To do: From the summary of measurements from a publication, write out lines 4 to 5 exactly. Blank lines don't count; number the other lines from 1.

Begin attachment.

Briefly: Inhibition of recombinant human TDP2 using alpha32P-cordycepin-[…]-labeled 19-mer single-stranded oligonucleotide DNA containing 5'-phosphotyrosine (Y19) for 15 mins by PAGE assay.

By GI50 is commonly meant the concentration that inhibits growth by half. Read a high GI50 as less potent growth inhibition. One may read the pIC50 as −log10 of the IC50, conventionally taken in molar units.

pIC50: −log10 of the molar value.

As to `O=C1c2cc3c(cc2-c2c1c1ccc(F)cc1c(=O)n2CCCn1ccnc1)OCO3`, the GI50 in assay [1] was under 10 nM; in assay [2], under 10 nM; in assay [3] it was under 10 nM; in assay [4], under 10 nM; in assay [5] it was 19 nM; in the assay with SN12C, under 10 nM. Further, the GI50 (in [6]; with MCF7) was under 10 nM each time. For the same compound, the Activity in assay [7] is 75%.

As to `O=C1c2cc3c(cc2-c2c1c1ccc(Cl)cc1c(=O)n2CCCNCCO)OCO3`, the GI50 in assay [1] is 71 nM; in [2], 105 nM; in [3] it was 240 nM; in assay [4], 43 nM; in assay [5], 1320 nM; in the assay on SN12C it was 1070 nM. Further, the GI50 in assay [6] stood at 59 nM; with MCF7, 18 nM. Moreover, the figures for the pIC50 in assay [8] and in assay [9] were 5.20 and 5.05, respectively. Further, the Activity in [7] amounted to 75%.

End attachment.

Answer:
As to `O=C1c2cc3c(cc2-c2c1c1ccc(F)cc1c(=O)n2CCCn1ccnc1)OCO3`, the GI50 in assay [1] was under 10 nM; in assay [2], under 10 nM; in assay [3] it was under 10 nM; in assay [4], under 10 nM; in assay [5] it was 19 nM; in the assay with SN12C, under 10 nM. Further, the GI50 (in [6]; with MCF7) was under 10 nM each time. For the same compound, the Activity in assay [7] is 75%.

As to `O=C1c2cc3c(cc2-c2c1c1ccc(Cl)cc1c(=O)n2CCCNCCO)OCO3`, the GI50 in assay [1] is 71 nM; in [2], 105 nM; in [3] it was 240 nM; in assay [4], 43 nM; in assay [5], 1320 nM; in the assay on SN12C it was 1070 nM. Further, the GI50 in assay [6] stood at 59 nM; with MCF7, 18 nM. Moreover, the figures for the pIC50 in assay [8] and in assay [9] were 5.20 and 5.05, respectively. Further, the Activity in [7] amounted to 75%.